How much CO2 storage is needed?

The International Energy Agency estimates that around 2.5 Gt of carbon dioxide will need to be captured and stored every year by 2040, rising to between 4 Gt and 5.5 Gt per year by 2050.

Currently just 40 Mt of carbon dioxide is stored each year. Momentum is picking up quickly, with well over 30 industrial scale projects and hubs now in planning and investment doubling since 2017. But around 20 times that amount is needed over the next decade to get back on track.

Where can carbon dioxide be stored?

Potential storage sites include saline aquifers or depleted oil and gas reservoirs, typically 1 km or more underground. Saline aquifers are permeable rocks saturated with salt water and capped with layers of impermeable rock formation.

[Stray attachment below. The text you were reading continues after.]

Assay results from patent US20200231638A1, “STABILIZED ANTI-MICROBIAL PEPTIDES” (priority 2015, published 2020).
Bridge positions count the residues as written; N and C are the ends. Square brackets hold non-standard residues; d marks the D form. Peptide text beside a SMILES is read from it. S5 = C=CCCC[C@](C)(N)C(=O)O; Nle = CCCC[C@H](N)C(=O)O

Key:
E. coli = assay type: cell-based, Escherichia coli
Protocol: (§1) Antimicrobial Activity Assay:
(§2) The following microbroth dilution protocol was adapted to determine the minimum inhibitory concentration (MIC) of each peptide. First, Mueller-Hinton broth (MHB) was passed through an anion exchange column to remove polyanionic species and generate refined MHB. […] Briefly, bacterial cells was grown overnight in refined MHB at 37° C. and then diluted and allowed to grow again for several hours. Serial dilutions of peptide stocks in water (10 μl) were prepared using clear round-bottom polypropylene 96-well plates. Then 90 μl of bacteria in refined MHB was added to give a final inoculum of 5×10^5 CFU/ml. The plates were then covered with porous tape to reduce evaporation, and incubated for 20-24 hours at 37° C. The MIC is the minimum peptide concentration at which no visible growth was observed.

The Quest CCS project in Alberta, Canada, for example, injects its captured CO2 in a sandstone saline aquifer 2 km underground, with well over 5 million tonnes already stored. The proposed site for the Net Zero Teesside hub is a saline aquifer, known as Endurance, located 1.6 km below the seabed in the North Sea. The Rotterdam CCUS hub in the Netherlands plans to store CO2 in an empty gas field 3 km below the North Sea.

OGCI is working to improve the availability of storage resources. It publishes a CO2 Storage Resource Catalogue, in collaboration with the Global CCS Institute and Pale Blue Dot Energy. Updated annually, the Catalogue uses a standardized methodology to provide investor-level confidence in the maturity of geologic CO2 storage resources available to CCUS project globally.

How does carbon storage work?

Before injection can take place, the subsurface is studied and tested with seismic analysis to verify that the site is appropriate for storage. A well is then drilled and tested to ensure the right geological conditions. The key is to identify the right place to inject and contain the carbon dioxide, which is trapped in microscopic rock pores by the same process that trapped oil and gas and natural CO2 for millions of years.